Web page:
Why The Right Relationships Matter
February 5, 2014
We all have relationships, it’s a natural part of life. The question is, do we have the right relationships? By “right” relationships I’m talking about the ones that add real value to your life. One of the rules of human existence is having to interact with others to get by. Whether on-line or in-person, the people in your network are the ones who influence your attitudes, beliefs, experiences, and ultimately the opportunities that will shape your future. The right opportunities come from being around the right people at the right time. It’s up to you to determine who those right people are and make the time to get in front of them.
A quick look at your LinkedIn InMap can tell you quite a bit about the state of your network and whether you really do have the right relationships. If, like most of us, your map is dominated by a really large blob akin to a ball of yarn, you likely don’t have enough of those “right” relationships.
This is a phenomenon academics refer to as network homophily. In other words you are connected to too many like-minded people who all know each other. In essence, you’ve created a virtual echo chamber where beliefs and attitudes have likely become stagnant limiting your access to new and unique opportunities
If you don’t believe me, ask yourself the following questions:
- Are most of my contacts connected to each other?
- Are the majority of my connections with people in my industry, profession, and everyday life?
- Do I spend most of my time communicating within my immediate network?
If your answer is ‘yes’ to any of these questions, you may not have enough of those “right” relationships. Consider the following:
Open New Doors: The greatest hurdle to building a high quality meaningful network is our natural tendency to be drawn to those who are similar to us. Just take a look around. Whether it’s your industry, job, or socioeconomic status, you likely spend most of your time hanging around and communicating with people far more similar to you than different. However comforting this may feel, being around like-minded people rarely leads to new ideas or opportunities. When everyone in your network has roughly the same information, the power of that network becomes greatly diminished.
The first step in getting past this innate hurdle is to seek out new doors to open. Finding those right relationships begins with opening your mind to opportunities you may not have previously considered. One way to start opening doors is to change up your routine so as to expose yourself to people who are genuinely different from you, even if it’s within your own company. Over the next week, challenge yourself to sit with someone different at the cafeteria, reach out to some of your “weak ties” (those you are connected to, but reside outside of your main InMap blob), or strike-up a conversation with someone on the train. Some of my most interesting friends and opportunities have come from chatting up strangers while working at Starbucks!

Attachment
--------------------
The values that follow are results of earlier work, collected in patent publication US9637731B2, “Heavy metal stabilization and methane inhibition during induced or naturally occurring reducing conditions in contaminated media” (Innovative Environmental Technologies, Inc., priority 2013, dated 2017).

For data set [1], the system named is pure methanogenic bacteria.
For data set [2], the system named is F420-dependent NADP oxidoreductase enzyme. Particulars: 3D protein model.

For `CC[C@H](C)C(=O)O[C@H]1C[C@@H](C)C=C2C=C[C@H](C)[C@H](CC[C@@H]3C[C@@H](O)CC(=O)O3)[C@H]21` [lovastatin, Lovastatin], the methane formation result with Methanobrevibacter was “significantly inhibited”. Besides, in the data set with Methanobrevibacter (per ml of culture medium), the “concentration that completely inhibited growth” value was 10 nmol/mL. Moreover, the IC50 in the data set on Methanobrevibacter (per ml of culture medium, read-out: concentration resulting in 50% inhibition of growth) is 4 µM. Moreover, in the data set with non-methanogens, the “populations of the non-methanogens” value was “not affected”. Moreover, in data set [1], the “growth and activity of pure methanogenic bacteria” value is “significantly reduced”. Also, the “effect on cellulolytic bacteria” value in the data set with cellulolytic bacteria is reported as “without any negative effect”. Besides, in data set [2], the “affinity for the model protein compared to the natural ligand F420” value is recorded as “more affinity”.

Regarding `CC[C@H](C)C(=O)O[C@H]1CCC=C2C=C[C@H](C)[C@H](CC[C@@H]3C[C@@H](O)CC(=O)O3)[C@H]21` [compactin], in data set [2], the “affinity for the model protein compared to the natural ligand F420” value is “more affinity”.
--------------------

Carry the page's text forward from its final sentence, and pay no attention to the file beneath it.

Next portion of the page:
Kick Some Doors Down: Once you’ve opened your mind and your network, it’s time to start focusing on making those meaningful connections with the right people. In other words, go find the people who are doing what you want to do and immerse yourself in their world. Whether you want to transfer departments, change jobs, or land that promotion, you need to get on the radar of those who matter. These are the decision makers who can help catapult you to new heights. Don’t be afraid to seek out and crash the conferences, LinkedIn Groups, or Meetups these folks frequent. Again, start by hitting up those weak ties in your network who are connected to the industry influencers you need to meet. Ask them what circles they run in, the trade publications they follow, and professional associations they belong to. It’s all about becoming a player in their game. When I made my first foray into media, I spent a lot of time figuring out ways to penetrate those InMap echo chamber blobs full of TV producers and it started with LinkedIn Groups!
Relationships do matter, but we all have a limited amount of time, so focus on building new relationships in those areas that matter most. Creating and nurturing the right relationships can go a long way in opening doors and in some cases, pointing you towards those doors you need to kick down.
Michael “Dr. Woody” Woodward, PhD, is an organizational psychologist, media personality, and author of The YOU Plan.